This particular example is an ex-factory Team JPS BMW car from 1987 – the last year the Frank Gardner-run team that built the machine existed – and was relatively recently restored to nearimmaculate condition (hence the shine) by the current owner Peter Jones and the team at Ecurie Bowden, whose M1 and Schnitzer 635CSi we’ve featured in past months as well. We say nearimmaculate as Peter has deliberately kept some of the patina via a faded and chipped bonnet roundel and cracked right-rear light lens, as well as damage to the driver’s footwell; the result of a nasty shunt at the 1989 Bathurst 1000 when it was racing as part of the John Sax Racing Team from New Zealand. Other than that, though, the car is as straight and clean as you could possibly want, and walking around the car to shoot it, it was impossible not to be blown away by the paint’s lustre (even inside the car) and the sense of mechanical solidity. BMW master mechanic Jason Matthews and paint and panel man Phil Milburn, as well as all the other Ecurie Bowden crew members, should be rightly proud of their work.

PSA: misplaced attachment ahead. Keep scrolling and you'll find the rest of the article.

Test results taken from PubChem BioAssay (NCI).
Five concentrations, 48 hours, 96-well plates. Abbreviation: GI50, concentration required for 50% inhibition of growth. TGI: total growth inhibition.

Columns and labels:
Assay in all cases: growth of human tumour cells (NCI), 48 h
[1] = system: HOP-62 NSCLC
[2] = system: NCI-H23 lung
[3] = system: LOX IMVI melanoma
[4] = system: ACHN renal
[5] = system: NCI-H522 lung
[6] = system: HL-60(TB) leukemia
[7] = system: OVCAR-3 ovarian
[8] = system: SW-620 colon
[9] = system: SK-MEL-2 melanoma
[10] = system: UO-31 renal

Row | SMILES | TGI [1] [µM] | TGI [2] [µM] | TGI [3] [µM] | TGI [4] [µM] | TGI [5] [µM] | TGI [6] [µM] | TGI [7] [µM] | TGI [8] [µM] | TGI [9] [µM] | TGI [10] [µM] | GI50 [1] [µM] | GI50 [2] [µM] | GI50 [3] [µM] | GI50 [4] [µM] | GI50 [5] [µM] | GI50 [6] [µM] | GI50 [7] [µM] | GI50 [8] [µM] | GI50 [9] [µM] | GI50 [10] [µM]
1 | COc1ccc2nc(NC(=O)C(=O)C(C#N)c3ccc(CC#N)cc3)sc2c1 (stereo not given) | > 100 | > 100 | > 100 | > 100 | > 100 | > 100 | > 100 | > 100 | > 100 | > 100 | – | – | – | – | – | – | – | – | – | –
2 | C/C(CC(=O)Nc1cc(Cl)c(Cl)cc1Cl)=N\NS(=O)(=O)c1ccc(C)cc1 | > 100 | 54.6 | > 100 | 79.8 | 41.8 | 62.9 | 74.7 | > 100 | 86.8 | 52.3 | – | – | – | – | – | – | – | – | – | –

Of course, such a high-level restoration doesn’t take place overnight, and from the time Peter purchased the car in 2014 until it was ‘finished’, a full 15 months had passed, and even now, he’s is still tweaking and fettling the car – particularly the rebuilt engine – as it doesn’t quite achieve what he wants on track yet. However, that’s all part of racing, irrespective of the car and its level of restoration, and even in its current state, the project has definitely been worth it. So what prompted Peter to buy this car in the first place? Well, it turns out this isn’t his first Group A M3, having owned a Benson & Hedges racer back in the mid-’90s that he purchased from Frank Gardner himself (Gardner was a long-time family friend), and it was his love for that machine, and the hole in his heart it left when he sold it, that prompted him to seek out a replacement.